Keeping my kids out of football.

I was hoping to write a less serious post today after my lamentations earlier in the week, but watching the football has changed my mind.

I love football. I’ve supported Spurs since I was a young boy back in the 80s, I remember watching the Italia 90 world cup and every one since. I’ve stood in the terraces at lower league clubs, I’ve sat in the seats of premier league sides, I’ve watched the beautiful game played out in National stadiums, and I’ve seen more football matches on tv than I can remember.

I own an array of football shirts for the teams I have followed, mostly spurs, but also England and Ireland, my home nations, and various other teams from across the world I have at some time felt affection towards. I’ve also outfitted my daughter in a spurs kit and previously a baby gro and booties set. She looks gorgeous I’m them.

However, I’m left wondering whether or not I want to share my love of football with my children.

Last night a pub in Lyon where spurs fans were drinking was attacked by a group of 50 or so Lyon fans, just because they supported the visiting team. Flares were thrown, people injured, and Nazi salutes made toward the spurs fans, a team with a long history of Jewish support. Unfortunately, this isn’t even the first time this has happened. When playing against Roma in the same competition, spurs fans were attacked in a well coordinated strike by Roma’s notorious Ultras.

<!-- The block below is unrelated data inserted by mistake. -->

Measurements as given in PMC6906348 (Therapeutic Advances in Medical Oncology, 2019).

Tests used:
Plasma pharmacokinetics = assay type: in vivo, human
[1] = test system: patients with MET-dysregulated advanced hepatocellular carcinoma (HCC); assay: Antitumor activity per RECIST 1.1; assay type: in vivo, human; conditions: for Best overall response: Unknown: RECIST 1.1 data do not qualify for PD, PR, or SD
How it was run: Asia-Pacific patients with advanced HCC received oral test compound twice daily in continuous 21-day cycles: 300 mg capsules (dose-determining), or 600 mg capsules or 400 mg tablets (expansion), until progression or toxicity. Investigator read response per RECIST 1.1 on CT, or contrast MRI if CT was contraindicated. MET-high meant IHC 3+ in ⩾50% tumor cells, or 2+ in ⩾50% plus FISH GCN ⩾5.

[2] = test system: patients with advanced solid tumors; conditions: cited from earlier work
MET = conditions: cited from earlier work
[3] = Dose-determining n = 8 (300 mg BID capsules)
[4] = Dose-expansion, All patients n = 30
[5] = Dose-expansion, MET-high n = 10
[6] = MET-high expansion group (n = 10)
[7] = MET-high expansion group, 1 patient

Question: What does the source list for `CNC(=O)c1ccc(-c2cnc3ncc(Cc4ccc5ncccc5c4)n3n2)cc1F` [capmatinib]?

To be honest this puts me off travelling to games abroad, but worse puts me off passing my love for this game on to my children. I always dreamed of taking my kids to see matches, sitting together, explaining the rules and pointing out the players, cheering for our team and sharing an experience. I’m not sure that’s something I want to do anymore. Why should I encourage my children to support a game that provides an excuse for grown men to get together and kick the shit out of someone because they wear a different colour shirt? It’s beyond ridiculous.

I think that if I encourage them toward any sport now it will be rugby, a game full of on field violence, crunching tackles, punching and stamping rife in scrums and rucks, broken bones and bloody noses more or less guaranteed. But at least they manage to keep the violence on the field, between the players who get paid to partake in it, instead of sneaking it out of the stadia and into the pubs and streets.


5 thoughts on “Keeping my kids out of football.

  1. As I was reading this I was thinking I’d suggest rugby as an alternative. But then you did in the last paragraph. I’ve never seen nor heard of trouble in a rugby crowd. As you say, it;’s all on the field – and a lot less than it used to be. I come from NZ though so I’m prejudiced!

    I too got turned on to football by Italia 90. The first game I went to here (West Ham v Spurs) was an incredible culture shock: fights breaking out, urinating in the stands, etc. Only been twice since, both to see Brighton when I lived there; they were both great games though with no trouble. I support Newcastle, by the way: my Dad was from there.